Govt jails young children ‘unnecessarily’

By Liz Stephens

Children as young as 12 are being locked up by the government – contrary to its own sentencing criteria, a leading children’s charity has found.

More than a third of children aged 12 to 14 who have served a custodial sentence should not have been put behind bars, a report by Barnado’s has found.

The law states that children under 14 should not be sent to custody unless they have committed a grave offence like murder or a serious offence and have a history of persistent offending.

But Barnado’s examined the cases of 214 children and found the criminal profile of over a third did not match the laws on custodial sentencing.

More than 20 per cent were sent to custody for breaching a supervision order or an Asbo.

The charity estimates that 170 children in England and Wales should not have been put behind bars in 2007-08.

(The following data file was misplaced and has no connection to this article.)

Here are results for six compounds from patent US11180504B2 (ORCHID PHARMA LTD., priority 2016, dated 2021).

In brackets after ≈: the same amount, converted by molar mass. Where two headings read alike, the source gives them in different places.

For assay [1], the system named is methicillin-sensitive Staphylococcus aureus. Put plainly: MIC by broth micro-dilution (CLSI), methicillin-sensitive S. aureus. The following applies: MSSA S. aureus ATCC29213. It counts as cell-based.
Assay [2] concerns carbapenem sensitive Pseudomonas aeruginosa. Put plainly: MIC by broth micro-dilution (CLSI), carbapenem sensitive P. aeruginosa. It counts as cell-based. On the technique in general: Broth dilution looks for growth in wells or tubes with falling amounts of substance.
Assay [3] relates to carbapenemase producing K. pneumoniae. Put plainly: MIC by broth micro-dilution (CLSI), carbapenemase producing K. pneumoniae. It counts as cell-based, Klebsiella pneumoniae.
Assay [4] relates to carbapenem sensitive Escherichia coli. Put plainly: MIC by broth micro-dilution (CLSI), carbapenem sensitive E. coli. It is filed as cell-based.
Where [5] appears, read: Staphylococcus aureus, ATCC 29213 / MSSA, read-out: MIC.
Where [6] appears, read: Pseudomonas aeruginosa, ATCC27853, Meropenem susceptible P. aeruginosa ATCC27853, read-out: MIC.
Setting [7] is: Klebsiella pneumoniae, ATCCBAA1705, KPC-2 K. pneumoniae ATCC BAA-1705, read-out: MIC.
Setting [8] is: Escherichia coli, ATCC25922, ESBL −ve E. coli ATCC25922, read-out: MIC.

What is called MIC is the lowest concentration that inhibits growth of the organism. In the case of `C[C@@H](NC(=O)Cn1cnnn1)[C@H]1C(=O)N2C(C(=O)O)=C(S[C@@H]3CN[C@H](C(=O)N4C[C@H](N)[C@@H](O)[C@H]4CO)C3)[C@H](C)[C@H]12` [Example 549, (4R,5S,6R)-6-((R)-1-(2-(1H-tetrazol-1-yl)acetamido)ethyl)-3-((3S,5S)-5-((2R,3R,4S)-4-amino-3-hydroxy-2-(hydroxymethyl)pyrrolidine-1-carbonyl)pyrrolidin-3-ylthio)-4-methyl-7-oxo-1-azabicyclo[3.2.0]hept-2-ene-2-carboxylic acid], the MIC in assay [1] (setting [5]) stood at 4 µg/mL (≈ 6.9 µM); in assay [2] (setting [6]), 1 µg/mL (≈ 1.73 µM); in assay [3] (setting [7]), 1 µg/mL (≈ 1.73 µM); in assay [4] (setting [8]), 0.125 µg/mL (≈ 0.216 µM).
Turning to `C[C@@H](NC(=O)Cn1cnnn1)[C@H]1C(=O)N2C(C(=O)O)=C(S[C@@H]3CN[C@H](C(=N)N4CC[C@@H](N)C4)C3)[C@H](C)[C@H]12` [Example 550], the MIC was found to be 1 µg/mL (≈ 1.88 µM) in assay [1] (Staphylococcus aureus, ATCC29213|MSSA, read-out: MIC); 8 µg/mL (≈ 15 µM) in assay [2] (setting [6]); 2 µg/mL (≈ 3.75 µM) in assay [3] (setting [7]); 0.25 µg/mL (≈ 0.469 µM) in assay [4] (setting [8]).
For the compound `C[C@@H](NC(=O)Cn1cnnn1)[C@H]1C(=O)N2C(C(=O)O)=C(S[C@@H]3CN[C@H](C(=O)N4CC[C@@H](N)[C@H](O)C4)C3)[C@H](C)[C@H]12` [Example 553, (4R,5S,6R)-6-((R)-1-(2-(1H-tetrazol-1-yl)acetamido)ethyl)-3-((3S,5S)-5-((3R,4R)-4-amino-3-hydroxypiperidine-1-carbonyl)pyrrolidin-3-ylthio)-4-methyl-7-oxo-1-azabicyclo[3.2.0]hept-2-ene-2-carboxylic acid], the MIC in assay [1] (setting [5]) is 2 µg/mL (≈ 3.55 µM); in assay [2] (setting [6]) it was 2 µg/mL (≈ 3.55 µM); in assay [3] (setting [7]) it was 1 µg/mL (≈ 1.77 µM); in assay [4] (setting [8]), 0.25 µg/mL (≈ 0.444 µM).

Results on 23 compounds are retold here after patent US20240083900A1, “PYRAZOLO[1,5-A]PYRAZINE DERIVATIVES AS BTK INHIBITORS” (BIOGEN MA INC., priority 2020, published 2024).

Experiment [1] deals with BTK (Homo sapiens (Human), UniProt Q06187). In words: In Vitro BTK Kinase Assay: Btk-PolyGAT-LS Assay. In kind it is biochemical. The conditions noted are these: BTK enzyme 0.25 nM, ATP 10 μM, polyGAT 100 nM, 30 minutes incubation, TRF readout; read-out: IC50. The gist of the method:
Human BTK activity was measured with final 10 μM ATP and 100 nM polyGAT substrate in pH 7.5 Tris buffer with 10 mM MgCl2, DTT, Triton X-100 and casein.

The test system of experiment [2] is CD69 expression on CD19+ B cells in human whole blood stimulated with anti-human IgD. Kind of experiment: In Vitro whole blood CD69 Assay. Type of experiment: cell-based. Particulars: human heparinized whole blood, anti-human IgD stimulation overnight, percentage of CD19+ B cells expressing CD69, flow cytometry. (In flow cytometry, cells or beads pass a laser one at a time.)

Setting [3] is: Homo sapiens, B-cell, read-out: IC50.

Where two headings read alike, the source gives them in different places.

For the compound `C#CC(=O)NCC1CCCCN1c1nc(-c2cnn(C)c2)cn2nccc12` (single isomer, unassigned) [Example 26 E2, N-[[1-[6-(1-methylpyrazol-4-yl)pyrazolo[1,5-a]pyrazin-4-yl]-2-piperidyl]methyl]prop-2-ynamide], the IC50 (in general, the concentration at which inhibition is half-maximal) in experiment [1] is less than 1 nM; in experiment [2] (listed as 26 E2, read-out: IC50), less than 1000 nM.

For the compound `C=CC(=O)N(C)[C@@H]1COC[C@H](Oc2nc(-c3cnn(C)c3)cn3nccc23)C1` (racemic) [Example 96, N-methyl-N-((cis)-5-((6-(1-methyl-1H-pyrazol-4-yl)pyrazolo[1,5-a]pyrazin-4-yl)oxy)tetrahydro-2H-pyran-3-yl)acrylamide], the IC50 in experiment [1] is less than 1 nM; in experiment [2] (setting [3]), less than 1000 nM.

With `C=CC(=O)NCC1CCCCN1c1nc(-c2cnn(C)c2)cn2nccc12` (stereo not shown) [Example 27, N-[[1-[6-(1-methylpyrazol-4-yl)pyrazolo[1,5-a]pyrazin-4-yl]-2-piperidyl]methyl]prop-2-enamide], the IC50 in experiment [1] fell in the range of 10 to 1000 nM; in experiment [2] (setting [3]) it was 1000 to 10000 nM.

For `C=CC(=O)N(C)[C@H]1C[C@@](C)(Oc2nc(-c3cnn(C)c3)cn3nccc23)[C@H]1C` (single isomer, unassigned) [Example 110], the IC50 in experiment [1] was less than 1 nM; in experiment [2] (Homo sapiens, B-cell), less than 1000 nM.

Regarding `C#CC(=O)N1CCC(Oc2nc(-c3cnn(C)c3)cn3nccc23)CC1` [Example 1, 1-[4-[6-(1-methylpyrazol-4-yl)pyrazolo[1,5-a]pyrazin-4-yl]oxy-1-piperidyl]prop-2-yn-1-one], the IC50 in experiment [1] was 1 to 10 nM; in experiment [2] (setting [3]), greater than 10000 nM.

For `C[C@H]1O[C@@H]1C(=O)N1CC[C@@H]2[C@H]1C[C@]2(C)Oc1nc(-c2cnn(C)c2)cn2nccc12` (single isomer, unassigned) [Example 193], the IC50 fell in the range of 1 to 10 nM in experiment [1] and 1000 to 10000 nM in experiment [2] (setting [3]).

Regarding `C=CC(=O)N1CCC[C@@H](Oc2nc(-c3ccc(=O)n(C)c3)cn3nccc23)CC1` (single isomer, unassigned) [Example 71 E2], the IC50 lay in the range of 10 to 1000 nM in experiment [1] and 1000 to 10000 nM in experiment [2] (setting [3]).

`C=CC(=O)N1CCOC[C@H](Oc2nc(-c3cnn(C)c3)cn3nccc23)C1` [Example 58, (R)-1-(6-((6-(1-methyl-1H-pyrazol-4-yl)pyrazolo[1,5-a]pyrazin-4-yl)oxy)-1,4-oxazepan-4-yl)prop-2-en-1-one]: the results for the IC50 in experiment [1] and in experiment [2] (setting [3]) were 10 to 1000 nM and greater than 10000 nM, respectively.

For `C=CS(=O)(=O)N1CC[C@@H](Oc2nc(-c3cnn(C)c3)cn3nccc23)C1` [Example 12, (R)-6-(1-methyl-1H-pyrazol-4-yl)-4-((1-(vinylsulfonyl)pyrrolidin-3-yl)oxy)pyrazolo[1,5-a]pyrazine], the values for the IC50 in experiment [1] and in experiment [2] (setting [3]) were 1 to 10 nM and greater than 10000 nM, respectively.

The study also revealed that just under half the children locked up had been abused and eight per cent had attempted suicide.

It also found that the likelihood of children being sent to custody varied significantly by postcode.

Martin Narey, chief executive of Barnado’s and former director general of the prison service, said: “The clear intention of government and of parliament is that custody for teenagers as young as this should, genuinely, be used only as a last resort.

“This is a tragedy for the young people themselves, it’s a shocking waste of money and, in terms of reducing their offending and doing anything to protect victims it is almost invariably ineffective.”

Liberal Democrat justice spokesman David Howarth said: “The government’s obsession with looking tough has led to large numbers of children being put behind bars when they shouldn’t be.

“Prison should be the absolute last resort for the most serious and serial child offenders, not a default position for breaches of community sentences or ASBOs.

“Locking kids from very difficult backgrounds up is likely to turn them into serious criminals as adults. Ministers should focus instead on what works to stop re-offending – such as restorative and community justice.”

Barnado’s is calling for stricter, clearer rules on custodial sentences for children.